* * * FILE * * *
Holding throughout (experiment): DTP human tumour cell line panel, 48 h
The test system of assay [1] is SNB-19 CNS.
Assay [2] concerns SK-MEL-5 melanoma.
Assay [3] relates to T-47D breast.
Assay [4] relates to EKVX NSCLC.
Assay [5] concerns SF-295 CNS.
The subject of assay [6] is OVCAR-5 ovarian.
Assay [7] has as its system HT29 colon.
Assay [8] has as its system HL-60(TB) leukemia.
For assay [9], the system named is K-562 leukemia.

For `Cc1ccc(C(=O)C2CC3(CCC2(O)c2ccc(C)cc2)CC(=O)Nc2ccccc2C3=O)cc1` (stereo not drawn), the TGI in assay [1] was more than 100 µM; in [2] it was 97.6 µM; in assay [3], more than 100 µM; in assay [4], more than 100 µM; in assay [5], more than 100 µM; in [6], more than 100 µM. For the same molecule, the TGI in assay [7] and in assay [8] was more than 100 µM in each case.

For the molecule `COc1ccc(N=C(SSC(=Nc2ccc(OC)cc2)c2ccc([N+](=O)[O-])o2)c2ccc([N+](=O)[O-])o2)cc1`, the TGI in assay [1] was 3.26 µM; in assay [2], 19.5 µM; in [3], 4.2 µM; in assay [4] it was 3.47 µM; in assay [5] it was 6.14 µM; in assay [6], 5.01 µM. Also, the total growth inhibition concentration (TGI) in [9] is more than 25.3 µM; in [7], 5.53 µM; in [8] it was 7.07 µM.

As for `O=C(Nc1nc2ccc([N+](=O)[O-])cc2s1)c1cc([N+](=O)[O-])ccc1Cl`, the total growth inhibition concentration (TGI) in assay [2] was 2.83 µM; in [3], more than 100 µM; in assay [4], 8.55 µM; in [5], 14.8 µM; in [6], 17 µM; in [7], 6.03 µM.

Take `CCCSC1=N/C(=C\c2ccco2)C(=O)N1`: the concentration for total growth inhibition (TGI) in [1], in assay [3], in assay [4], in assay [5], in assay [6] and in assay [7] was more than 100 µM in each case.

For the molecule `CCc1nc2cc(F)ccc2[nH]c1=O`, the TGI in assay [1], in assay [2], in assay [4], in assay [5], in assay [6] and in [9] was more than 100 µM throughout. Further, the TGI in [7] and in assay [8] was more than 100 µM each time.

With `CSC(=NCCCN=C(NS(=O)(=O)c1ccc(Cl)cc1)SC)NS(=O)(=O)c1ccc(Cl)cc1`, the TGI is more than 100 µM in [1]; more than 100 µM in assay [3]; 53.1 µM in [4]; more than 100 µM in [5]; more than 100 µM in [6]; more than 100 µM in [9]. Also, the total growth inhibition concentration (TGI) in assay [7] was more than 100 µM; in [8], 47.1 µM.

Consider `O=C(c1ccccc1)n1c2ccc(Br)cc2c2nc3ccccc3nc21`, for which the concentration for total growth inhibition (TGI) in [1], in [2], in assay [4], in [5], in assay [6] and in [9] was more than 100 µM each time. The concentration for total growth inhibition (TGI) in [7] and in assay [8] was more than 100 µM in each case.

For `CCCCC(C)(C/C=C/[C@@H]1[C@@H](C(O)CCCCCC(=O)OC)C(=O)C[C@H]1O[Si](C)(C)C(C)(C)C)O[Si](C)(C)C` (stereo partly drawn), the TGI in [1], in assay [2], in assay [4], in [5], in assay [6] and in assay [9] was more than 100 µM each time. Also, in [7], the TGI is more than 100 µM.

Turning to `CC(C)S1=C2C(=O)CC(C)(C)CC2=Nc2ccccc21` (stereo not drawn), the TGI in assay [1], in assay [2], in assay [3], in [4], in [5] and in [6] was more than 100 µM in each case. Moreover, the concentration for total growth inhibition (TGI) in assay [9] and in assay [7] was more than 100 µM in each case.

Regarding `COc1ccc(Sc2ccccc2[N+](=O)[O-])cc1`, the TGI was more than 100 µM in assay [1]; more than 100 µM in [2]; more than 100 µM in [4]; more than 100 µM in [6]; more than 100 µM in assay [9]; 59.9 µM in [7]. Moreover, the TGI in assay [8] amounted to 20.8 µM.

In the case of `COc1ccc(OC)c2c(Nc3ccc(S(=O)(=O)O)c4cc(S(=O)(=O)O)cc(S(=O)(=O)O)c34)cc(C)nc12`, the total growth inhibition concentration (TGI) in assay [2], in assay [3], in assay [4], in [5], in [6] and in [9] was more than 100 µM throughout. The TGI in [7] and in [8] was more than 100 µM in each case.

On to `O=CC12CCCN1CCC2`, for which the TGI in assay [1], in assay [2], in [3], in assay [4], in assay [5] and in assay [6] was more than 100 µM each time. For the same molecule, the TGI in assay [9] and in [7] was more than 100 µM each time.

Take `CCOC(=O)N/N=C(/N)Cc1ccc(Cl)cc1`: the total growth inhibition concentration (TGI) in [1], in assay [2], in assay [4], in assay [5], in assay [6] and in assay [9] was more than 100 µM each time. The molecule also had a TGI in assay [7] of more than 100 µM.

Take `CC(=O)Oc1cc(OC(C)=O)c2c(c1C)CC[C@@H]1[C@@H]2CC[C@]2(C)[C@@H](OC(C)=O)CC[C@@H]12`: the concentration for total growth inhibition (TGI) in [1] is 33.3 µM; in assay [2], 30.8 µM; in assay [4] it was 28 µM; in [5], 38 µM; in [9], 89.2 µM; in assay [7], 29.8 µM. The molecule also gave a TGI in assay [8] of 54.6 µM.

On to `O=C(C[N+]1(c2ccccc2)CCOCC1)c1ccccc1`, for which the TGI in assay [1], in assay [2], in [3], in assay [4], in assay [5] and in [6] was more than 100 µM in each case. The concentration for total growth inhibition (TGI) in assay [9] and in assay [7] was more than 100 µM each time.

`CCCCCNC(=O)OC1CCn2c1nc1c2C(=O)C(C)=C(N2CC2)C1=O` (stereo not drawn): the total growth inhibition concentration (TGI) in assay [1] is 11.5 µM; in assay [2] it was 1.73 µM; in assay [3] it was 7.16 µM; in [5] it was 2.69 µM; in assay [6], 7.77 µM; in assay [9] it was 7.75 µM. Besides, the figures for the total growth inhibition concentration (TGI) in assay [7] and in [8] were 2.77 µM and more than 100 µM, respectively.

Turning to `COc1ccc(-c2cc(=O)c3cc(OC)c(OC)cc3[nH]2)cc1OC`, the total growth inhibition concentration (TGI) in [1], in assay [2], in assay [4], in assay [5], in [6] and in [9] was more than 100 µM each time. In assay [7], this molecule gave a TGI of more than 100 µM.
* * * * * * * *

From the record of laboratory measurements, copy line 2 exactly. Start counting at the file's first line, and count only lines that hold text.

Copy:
The test system of assay [1] is SNB-19 CNS.